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Rubber tracked asphalt pavers are available in a wide range of sizes, from those that pave four feet wide for building walking paths, to those that can attain paving widths of 60 feet or more when placing interstate highways. These paving machines include two basic units: the tractor, propelled by crawler-type tracks, and a floating screed at the rear of the machine.
The tractor portion of an asphalt spreader incorporates a hopper in the front that receives material from a dump truck or from a material-transfer vehicle. Material from the hopper flows to the front of the screed by several means: gravity; slat-type conveyors; or augers. The screed is basically a heavy metal plate that shapes the pliant asphalt. The asphalt screed is heated and vibrates to increase the material’s density. Some pavers use tamper bars.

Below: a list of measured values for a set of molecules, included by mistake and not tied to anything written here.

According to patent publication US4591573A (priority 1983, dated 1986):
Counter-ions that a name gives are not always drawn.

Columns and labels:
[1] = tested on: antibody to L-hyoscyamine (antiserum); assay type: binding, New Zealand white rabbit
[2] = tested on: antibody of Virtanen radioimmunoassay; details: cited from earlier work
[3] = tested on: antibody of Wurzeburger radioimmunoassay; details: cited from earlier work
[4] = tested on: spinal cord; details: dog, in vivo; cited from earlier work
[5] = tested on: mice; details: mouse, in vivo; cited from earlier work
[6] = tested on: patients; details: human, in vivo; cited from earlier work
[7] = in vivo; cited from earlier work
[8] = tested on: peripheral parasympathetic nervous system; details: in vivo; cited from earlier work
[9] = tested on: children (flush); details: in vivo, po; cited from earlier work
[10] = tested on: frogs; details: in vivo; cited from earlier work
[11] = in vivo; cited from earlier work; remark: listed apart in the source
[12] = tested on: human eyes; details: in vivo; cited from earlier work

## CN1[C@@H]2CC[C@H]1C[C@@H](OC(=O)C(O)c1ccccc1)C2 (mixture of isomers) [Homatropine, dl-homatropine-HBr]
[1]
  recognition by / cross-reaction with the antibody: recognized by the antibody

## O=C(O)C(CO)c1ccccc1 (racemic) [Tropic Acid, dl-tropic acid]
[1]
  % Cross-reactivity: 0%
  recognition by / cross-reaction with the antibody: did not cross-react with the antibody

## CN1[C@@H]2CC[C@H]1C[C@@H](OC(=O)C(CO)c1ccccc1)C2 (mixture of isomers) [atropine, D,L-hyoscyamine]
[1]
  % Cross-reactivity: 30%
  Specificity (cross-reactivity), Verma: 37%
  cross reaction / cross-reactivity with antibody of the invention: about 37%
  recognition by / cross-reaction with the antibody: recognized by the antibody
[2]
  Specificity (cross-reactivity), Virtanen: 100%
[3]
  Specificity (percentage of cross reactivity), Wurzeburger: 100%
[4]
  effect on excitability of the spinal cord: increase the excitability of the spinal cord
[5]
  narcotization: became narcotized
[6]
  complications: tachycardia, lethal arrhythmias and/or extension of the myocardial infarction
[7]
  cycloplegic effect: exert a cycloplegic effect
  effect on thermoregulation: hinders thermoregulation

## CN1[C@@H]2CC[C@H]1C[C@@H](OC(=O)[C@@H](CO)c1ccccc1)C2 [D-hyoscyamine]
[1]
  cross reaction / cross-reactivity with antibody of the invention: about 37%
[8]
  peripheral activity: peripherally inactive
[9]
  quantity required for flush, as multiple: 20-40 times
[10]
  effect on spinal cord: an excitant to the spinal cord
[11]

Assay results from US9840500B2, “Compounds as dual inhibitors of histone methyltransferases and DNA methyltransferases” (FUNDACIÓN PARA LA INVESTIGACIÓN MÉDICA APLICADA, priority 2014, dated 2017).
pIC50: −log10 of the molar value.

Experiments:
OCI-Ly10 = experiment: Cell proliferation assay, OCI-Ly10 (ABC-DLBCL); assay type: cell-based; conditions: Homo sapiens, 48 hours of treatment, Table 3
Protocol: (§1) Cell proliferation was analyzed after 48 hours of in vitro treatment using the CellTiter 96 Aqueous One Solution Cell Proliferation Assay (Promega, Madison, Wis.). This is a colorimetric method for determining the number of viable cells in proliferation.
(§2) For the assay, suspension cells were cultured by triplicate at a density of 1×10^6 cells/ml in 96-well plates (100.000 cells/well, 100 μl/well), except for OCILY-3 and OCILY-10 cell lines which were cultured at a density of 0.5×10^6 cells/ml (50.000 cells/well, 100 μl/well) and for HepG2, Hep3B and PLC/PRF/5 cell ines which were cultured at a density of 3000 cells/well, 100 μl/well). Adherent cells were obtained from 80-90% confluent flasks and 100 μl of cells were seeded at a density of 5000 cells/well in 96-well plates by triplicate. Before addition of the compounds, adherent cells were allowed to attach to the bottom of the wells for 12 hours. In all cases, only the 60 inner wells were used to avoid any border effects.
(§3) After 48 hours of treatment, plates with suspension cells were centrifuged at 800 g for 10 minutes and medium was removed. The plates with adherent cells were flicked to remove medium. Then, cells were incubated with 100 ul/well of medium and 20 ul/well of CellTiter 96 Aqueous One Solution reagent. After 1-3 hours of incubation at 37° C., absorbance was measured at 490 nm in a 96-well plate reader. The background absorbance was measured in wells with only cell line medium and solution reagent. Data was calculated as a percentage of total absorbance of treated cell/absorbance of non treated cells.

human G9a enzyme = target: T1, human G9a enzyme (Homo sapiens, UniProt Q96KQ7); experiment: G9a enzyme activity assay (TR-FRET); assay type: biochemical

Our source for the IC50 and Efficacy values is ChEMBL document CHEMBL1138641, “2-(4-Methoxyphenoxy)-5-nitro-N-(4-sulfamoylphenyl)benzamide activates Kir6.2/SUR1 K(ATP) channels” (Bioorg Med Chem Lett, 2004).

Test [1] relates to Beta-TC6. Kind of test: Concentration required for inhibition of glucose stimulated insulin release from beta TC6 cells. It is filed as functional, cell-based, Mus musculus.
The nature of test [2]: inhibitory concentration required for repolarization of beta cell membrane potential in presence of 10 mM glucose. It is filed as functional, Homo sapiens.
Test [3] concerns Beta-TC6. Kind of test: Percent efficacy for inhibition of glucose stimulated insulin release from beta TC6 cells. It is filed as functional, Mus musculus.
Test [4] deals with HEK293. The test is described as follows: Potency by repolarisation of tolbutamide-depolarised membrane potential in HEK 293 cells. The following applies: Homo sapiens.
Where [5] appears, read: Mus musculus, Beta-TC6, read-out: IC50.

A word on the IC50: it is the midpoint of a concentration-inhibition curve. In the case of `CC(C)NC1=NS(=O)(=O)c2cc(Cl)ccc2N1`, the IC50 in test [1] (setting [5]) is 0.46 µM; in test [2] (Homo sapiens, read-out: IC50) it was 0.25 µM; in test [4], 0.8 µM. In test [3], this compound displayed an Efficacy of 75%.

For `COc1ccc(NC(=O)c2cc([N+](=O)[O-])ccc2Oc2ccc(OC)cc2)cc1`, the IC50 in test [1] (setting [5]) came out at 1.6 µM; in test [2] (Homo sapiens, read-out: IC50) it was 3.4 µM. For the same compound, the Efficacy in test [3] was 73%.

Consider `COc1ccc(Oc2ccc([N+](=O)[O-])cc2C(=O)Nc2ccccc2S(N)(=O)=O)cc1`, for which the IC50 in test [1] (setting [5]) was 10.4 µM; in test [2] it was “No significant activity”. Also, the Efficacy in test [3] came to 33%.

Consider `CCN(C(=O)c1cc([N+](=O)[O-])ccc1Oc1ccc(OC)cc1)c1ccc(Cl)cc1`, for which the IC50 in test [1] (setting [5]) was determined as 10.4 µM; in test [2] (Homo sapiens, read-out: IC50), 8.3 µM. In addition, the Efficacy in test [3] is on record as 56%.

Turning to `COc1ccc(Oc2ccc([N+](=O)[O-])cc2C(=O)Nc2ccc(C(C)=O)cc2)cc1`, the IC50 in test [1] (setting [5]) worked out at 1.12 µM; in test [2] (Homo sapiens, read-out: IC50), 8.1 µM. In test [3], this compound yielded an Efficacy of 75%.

The screed levels and partially compacts the asphalt to the specified thickness, grade, slope, and crown profile. The screed is attached to the paver machine with tow arms, providing a means for adjusting the screed to control material thickness. The asphalt paver follows a reference point to control the screed, often using sonar sensors that follow an existing surface.
Electronic control systems using digital project maps in conjunction with universal total stations or satellite guidance have allowed even precise control of the screed, resulting in mats that are exceeding smooth. In addition, most of these machines are equipped with control stations that promote the safety, comfort, and efficiency of the operator.